- Liquidity fees. A liquidity fee would be more transparent than a swing pricing adjustment because it would not be embedded in the NAV. Such a fee could be “dynamic” (meaning it changes depending on the specific circumstances and costs that it seeks to address) or could be in a “default” or “simplified” amount that is either fixed or ratchets up or down according to relatively simple criteria. A liquidity fee also could be applied solely to redeeming or purchasing shareholders, as the case may be, in contrast to swing pricing, which becomes part of the NAV so applies to all trades regardless of direction.
- Dual pricing. Dual pricing contemplates quoting two prices: one for subscriptions (reflecting the cost of buying portfolio securities in the market) and one for redemptions (reflecting the cost of selling portfolio securities in the market).
The SEC asks for comments on whether these alternatives might have fewer operational or other burdens than the proposed swing pricing requirement while still achieving the same overall goals of reducing risks of shareholder dilution.
III. Proposed Hard Close
A central objection to swing pricing when the SEC proposed it to date has been operational, namely that swing pricing requires a fund to have a clear picture of its daily shareholder flows (subscriptions and redemptions) at the same time as it calculates its NAV (generally within a few hours of the 4 p.m. ET pricing time). In practice, that is simply not the case.
As background, mutual fund trade processes and infrastructure developed to accommodate a diversity of channels through which investors deal with funds. The basic operating principle today is that fund investors place their trades with an intermediary — such as a broker-dealer or their 401(k) plan administrator — before 4 p.m. and therefore receive that 4 p.m. price and trade date. The intermediary, however, is permitted to deliver the trade order (often batched with others across its platform) to the fund hours later, and for some channels the next morning.
The SEC acknowledges that the resulting informational “mismatch” — with flows known only much later than at NAV calculation — will make swing pricing effectively impossible for most firms. The solution the SEC proposes is a “hard close.” Under a hard close, only trades received by a fund firm (or a registered transfer agent designated in the fund prospectus or a registered clearing agency) at the firm’s trade cutoff time — presumably 4 p.m. for most funds — will receive that day’s price and trade date. This replaces the existing, flexible trade processes described above. All trades eligible for the proposed hard close, referred to in the proposed rule as an “eligible order,” would specify either a set number of shares in which the trade will transact or a set dollar value and must be irrevocable as of the next pricing time for the trade.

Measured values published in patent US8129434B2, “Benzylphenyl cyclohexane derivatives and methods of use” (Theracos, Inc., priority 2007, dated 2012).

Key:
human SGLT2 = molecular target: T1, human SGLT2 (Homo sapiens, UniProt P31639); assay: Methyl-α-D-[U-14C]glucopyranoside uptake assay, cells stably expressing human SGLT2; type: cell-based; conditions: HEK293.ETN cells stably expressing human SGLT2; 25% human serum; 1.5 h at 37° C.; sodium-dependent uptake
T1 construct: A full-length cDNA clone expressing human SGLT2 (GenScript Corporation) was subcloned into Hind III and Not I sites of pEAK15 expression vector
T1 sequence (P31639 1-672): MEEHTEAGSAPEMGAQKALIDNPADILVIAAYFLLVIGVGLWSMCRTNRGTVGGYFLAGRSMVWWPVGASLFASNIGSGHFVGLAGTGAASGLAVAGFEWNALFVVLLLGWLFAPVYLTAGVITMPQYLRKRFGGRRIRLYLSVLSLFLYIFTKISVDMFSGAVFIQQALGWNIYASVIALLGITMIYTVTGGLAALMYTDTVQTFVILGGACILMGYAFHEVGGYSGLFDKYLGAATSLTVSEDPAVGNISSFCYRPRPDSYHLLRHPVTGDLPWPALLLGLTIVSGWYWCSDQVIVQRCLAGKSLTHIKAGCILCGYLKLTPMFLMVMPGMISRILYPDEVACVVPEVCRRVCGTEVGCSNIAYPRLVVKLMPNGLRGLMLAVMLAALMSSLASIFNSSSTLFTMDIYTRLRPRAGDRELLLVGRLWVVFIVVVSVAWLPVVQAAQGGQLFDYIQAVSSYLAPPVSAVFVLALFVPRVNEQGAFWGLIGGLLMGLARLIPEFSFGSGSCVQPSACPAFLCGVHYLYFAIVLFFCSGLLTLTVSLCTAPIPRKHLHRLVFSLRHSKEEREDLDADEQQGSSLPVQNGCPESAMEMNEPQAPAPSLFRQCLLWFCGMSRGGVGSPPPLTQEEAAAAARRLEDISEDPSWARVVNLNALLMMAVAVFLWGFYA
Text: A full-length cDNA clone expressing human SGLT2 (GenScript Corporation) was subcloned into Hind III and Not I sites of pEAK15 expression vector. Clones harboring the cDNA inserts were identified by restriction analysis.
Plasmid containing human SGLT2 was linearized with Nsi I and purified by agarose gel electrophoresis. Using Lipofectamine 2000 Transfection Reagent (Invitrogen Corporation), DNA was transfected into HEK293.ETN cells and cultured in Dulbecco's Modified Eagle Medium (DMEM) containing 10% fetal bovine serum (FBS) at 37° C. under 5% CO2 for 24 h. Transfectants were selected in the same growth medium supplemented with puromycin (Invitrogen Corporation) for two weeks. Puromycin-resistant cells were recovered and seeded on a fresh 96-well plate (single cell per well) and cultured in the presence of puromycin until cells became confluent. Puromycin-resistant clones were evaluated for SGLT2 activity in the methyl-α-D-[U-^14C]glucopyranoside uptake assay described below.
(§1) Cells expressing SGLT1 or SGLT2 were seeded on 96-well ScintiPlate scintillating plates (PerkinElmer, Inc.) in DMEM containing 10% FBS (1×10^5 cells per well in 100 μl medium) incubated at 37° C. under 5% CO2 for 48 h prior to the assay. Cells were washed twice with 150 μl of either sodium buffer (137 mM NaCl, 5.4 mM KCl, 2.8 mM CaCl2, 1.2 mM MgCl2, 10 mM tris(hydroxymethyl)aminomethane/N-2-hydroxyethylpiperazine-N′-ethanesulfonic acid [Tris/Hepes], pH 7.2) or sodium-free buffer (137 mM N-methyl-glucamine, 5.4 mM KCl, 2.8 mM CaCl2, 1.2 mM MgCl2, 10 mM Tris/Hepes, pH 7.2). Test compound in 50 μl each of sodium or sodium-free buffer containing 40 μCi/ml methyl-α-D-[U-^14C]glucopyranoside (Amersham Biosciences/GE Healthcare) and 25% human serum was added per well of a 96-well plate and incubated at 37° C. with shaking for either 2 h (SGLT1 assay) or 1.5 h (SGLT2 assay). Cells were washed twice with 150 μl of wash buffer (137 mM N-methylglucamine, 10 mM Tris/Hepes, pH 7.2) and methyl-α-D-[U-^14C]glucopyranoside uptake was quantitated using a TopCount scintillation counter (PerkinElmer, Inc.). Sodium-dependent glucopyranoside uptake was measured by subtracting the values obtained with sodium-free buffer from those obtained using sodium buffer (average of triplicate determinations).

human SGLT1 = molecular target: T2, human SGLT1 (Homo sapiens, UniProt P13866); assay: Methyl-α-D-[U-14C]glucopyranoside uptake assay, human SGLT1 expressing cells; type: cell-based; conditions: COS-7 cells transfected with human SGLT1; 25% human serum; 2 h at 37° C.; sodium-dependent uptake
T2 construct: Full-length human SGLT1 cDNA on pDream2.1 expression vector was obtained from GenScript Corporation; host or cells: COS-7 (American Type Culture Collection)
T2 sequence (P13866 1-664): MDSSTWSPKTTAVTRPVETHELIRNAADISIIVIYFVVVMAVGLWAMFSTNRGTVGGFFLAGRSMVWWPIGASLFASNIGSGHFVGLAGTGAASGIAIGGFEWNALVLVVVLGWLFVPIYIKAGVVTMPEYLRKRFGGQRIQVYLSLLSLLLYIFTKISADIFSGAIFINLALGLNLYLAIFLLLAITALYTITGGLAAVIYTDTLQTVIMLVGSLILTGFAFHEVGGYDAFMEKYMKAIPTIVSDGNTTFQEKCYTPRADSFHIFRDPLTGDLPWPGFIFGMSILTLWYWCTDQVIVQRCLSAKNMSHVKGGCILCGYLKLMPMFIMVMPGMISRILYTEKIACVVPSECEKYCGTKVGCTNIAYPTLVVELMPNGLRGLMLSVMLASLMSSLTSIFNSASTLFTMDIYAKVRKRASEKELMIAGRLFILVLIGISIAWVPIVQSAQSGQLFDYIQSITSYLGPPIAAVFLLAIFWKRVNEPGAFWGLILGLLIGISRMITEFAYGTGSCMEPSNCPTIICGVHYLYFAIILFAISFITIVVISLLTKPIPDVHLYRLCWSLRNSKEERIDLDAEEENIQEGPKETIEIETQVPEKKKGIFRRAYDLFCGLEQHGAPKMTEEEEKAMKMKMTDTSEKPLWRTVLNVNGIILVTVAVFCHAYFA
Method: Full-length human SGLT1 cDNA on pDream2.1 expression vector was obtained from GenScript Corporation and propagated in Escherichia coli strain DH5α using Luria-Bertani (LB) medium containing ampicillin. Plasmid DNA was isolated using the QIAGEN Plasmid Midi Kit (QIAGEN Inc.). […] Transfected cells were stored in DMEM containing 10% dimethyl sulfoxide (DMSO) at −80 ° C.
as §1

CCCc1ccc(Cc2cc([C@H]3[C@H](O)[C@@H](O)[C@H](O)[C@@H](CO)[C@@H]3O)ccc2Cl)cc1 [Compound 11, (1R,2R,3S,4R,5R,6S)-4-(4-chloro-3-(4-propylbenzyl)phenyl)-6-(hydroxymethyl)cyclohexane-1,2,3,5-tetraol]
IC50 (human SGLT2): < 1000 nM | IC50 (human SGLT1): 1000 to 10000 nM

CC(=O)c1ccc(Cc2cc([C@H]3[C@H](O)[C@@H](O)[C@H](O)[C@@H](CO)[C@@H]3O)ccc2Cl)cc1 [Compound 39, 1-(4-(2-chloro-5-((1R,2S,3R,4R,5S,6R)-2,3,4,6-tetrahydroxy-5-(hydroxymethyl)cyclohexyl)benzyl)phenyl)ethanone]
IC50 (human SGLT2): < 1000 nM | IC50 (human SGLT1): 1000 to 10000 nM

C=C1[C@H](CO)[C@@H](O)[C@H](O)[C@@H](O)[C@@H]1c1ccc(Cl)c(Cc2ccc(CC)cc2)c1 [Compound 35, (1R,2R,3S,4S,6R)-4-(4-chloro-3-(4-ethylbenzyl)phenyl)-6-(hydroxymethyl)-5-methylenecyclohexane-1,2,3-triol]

Important elements of the hard close proposal include the following:
Uniform application (mostly)
- The SEC proposes very few exceptions to the hard close requirements. Limited exceptions are proposed for certain unit investment trust and variable annuity transactions.
- A proposed exception will accommodate the practice of fund companies’ allowing same-day exchanges between funds (meaning a redemption from one fund followed by a concurrent, same-day subscription into another fund). Absent an exception, an exchange would not meet the hard close requirements, as the subscription value is not known prior to the NAV being struck for the shares of the redeeming fund, so that the subscription amount cannot be specified either by number of shares or value.
- Similar complications exist for many retirement-plan transactions that are dependent on a known NAV, such as plan loans or withdrawals. Those retirement-plan transactions now could take up to several days to implement instead of being possible on a same-day basis. Common “rebalancing” trades intended to effect reallocation of an investor’s assets across asset classes also will be made more challenging. There also will be issues for funds that invest in other funds. No exceptions or accommodations are proposed for these kinds of transactions.
- The rule will require prospectus disclosure on the new cutoff times and related effects on trades submitted through intermediaries.
Alternatives to a Hard Close
The proposing release considers and seeks public comment on three alternatives:
- Indicative flows. Under an indicative flow approach, intermediaries would be required to report estimated flows by a given time each day (e.g., 4 p.m. or 5 p.m. ET). Funds then would be permitted to rely on that reporting to assess net redemptions or subscriptions for purposes of swing pricing considerations.
- Estimated flows. Under an estimated flow approach, funds would be permitted to develop models to estimate net redemptions or subscriptions for purposes of swing pricing considerations.
- Later cutoff times for intermediaries. This approach essentially would be a modified version of what exists today. Instead of intermediaries’ being able to submit orders according to terms agreed between the intermediary and the fund, there would be a mandated intermediary cutoff time that might be several hours after the pricing time. Coupled with a pushback of the time by which funds complete calculation and dissemination of the 4 p.m. NAV to, say, 10 p.m., an intermediary cutoff time of 7 p.m. still might allow for assessment of actual flow information and application of swing pricing by that later NAV calculation time.